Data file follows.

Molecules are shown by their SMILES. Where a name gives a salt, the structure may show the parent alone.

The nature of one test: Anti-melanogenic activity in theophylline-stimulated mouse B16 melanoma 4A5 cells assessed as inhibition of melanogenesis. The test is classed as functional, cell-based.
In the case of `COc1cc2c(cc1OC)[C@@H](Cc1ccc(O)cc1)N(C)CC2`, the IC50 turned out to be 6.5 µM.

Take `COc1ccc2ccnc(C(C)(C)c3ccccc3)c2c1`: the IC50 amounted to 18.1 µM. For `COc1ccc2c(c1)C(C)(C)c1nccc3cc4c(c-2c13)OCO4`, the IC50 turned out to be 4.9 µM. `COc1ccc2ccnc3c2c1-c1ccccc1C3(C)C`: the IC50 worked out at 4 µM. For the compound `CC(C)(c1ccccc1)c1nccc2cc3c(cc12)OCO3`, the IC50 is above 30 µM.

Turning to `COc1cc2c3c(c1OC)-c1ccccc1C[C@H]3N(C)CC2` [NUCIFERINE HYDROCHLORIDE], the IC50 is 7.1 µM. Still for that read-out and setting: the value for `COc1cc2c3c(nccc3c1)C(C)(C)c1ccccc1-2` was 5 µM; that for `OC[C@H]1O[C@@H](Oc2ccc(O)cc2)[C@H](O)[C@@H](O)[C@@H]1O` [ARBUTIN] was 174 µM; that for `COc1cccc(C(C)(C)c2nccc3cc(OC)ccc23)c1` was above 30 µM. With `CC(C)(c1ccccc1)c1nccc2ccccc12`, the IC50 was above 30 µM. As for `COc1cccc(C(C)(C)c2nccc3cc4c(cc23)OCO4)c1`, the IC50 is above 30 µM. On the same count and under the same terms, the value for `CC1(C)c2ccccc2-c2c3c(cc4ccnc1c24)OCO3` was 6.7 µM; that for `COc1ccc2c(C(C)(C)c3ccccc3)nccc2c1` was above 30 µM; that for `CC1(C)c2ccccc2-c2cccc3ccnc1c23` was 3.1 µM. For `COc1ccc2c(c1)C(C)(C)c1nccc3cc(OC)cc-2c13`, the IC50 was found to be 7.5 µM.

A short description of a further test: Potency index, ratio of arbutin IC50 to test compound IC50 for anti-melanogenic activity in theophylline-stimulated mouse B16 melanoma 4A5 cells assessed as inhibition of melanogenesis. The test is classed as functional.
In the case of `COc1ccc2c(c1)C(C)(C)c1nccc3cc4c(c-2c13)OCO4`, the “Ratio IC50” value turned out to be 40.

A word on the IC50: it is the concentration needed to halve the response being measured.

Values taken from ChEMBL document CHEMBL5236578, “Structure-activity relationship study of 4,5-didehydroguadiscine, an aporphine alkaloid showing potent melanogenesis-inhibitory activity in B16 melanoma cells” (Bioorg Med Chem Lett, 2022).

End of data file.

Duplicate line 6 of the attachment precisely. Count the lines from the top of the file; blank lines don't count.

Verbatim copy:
A short description of a further test: Potency index, ratio of arbutin IC50 to test compound IC50 for anti-melanogenic activity in theophylline-stimulated mouse B16 melanoma 4A5 cells assessed as inhibition of melanogenesis. The test is classed as functional.